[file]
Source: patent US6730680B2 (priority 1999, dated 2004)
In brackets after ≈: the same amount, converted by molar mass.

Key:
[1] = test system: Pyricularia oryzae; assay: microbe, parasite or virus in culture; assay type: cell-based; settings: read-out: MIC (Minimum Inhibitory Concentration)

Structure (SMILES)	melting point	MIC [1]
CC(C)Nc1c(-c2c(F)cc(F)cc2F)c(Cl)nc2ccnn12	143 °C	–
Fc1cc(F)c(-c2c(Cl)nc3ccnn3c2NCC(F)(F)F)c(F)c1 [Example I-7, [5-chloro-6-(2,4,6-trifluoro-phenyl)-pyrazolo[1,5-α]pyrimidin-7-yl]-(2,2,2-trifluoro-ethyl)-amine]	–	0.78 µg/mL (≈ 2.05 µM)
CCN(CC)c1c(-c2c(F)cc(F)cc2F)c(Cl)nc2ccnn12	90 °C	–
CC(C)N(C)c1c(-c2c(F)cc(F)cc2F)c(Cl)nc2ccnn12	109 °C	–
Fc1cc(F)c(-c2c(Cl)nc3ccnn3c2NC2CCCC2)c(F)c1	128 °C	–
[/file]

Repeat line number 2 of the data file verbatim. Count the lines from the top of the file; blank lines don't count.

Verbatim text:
In brackets after ≈: the same amount, converted by molar mass.